Solving Time to First Byte ( TTFB ) in WordPress

Shahid
Jan 12, 2017 · 4 min read

Do you use WordPress?

Do you use Nginx as the Web Server?

Do you use SSL as well, because hey it’s ranking factor.

And your website loads like this?

Well that’s probably because your Server is taking too much time to respond in the first request, which in technical terms called Time to First byte or TTFB in short.

Not sure what is the TTFB of your website? Visit here and find it out. If it is less than 300 millisecond, then you don’t need to read it further ( You can of course) else if it is anything more than that, pay good attention now!


Explaining TTFB

Here is how it works.

  • You hit the website address from your browser ( say https://codeforgeek.com)
  • Now browser first contact your name server, and then finds out the location of web server.
  • Web Server upon getting the request, process the response ( This one is the problem ) and send it back to browser ( It’s called Server loading time).
  • Browser then starts rendering ( This is your browser loading time).

If you have static content, say few HTML then Web Server will return it in few milliseconds. Quick like a lightning bolt!

But WordPress ain’t a static thing, it’s very complex software and since there is PHP involved which in turns execute the code behind the scene to generate the response for your request.

The time your PHP and Web Server is taking to prepare the first byte or first response to the browser is TTFB or Server response time in SEO terms.

What is my TTFB?

I own a blog called https://codeforgeek.com and here is the TTFB of my blog.

it’s 210 ms, < 300 ms.

What it was?

And what was the TTFB before solving the issue? Here it is.

Yup! 3 f**ing seconds

It was 3 seconds! Too far from the recommended one.

Why you should care?

Because Google does.

Google recommends server response time to less than or equal to 200 ms. I still got a work to do, but I am very near to it.

You can check out the Google recommendation here.


How did I solve it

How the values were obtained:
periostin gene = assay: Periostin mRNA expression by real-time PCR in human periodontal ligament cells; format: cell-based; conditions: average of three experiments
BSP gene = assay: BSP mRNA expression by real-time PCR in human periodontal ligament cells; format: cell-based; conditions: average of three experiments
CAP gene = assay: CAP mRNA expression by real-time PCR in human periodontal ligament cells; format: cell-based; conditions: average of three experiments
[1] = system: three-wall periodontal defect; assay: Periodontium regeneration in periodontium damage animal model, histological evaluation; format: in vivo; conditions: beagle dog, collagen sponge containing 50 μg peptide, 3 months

Let’s get to work!

To solve any programming or infrastructure problem, we need to get into roots of the problem.

There are generally two approach to get to the root of the problem:

  • Forward Engineering
  • Reverse Engineering

I personally, most of the time prefer Reverse Engineering. So here too, I applied same.

The problem: TTFB is 3 seconds.

Root cause: This could be due to following:

  • Domain provider name server is slow.
  • Web hosting provider taking time to respond.
  • Nginx is not properly configured.
  • May be MySQL is taking time and running slow on load.
  • May be PHP is rendering slow.
  • May be Server configuration is not proper!

List can go on and on.

To solve I first reverse engineered the problem and looked from the bottom and classified the solution in following section:

  • Infrastructure issue ( Nameserver, Networking etc)
  • Server issue ( Nginx + PHP + MySQL)
  • Caching ( Server + Browser side)

Ok!

So I started from Infrastructure.

I asked my hosting provider about this issue and they replied that static files are working fine so it might be your Server configuration.

Then I looked over the waterfall diagram of the webpagetest result and nameserver result seems fine!

Clearly this was not infrastructure issue.

Moving right along!

Instead of going to the Server first, I went to check caching. I already had caching plugin Installed plus Redis to cache frequent MySQL queries and OpCache of PHP. So Server side seems fine.

For browser side, I chose cloudflare and added my site over there. Well it did’t work ! TTFB was still same :(

Clearly there was something wrong with Server configuration.

Here is what I did in steps:

  • Optimised MySQL — TTFB got reduced few millisecond.
  • Checked Nginx Redirection from HTTP to HTTPS. It was correct.
  • Checked PHP configuration, seems fine!

And I was lost, if everything seems right! What is wrong then.

Days go on and problem persists.

One thing which I missed is:

Check SSL and Nginx.

I researched a little and find out that PHP and SSL requires some tuning!

Gave this a shot.

First, Enabled HTTP/2 on Nginx

server {
  listen 443 ssl http2;
  #rest of your config here
} 

Then, Set up fastcgi cache.

First in nginx.conf

fastcgi_cache_path /etc/nginx-cache levels=1:2 keys_zone=phpcache:100m inactive=60m;
fastcgi_cache_key "$scheme$request_method$host$request_uri";

Then in HTTP block.

location ~ [^/]\.php(/|$) {
fastcgi_cache phpcache; # The name of the cache key-zone to use
fastcgi_cache_valid 200 30m; # What to cache: 'Code 200' responses, for half an hour
fastcgi_cache_methods GET HEAD; # What to cache: only GET and HEAD requests (not POST)
add_header X-Fastcgi-Cache $upstream_cache_status; # Add header so we can see if the cache hits or misses

# the rest of your existing stuff to handle PHP files here
}

Restarted the Server.

sudo service nginx restart

Then checked the result! And I got the TTFB under 300 ms.

Just WOW moment!

I also deleted some unused plugin and cleaned up WordPress.

Let me know if it helps. You can check my blog codeforgeek where I post lots of programming related content.

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Shahid

Written by

Shahid

A Software Architect. Author of 3 published books. Founder of Codeforgeek and ShellStack.

Codeforgeek

Web development tutorials